One of Newton’s famous contributions to physics was his work in thermodynamics — the study of heat and energy flow. He developed a physical law that showed the proportional relationship between heat loss and the temperature difference between an object and its surroundings: Newton’s Law of Cooling. Despite its name, it can be used to show how an object will cool or heat in its surrounding.

It’s worth mentioning that heat and temperature are two separate — but related — values. Heat is a measurement of the total kinetic and potential energy stored in the molecules of an object, while temperature is a measurement of the average kinetic energy. Heat depends on the speed, the number, and the type of molecules. So while a cup of coffee may have a higher temperature than something like an iceberg, the iceberg is made up of so many molecules that it has more heat, and thus more energy.

Nevertheless, heat and temperature are related. As an object gains heat, its temperature will also increase. When talking about Newton’s Law of Cooling, it can actually be rearranged to create an equation to show the temperature as a function of time.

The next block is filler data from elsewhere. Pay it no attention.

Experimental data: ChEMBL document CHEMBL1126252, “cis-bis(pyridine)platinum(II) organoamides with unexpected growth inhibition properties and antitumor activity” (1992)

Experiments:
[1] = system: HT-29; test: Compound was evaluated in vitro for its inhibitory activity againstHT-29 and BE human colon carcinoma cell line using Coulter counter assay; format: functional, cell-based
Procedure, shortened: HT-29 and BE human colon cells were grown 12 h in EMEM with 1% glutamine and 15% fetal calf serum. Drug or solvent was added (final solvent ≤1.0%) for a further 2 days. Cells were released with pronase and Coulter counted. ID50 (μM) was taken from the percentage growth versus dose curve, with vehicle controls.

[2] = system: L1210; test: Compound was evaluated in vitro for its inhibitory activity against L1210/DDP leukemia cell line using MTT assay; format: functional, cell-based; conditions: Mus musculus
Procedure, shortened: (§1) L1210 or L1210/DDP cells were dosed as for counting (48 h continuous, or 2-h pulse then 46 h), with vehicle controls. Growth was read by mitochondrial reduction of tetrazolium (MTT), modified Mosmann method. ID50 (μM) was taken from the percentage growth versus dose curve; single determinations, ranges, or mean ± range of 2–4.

Where Ts is the surrounding temperature, T0 is the initial temperature of the object, and k is a constant.
This equation looks pretty confusing, but all it essentially means is the temperature of an object will decay (or increase) to match the temperature of its surroundings. The change will happen quickly at first, but it will slow down as time goes on.

This theory allows scientists and engineers to correctly predict how certain materials will behave in different conditions. These types of calculations are done for anything from insulated coffee mugs to space rockets. They can then safely manufacture these to prevent any damage or harm.
Written By: Scott Yarbrough

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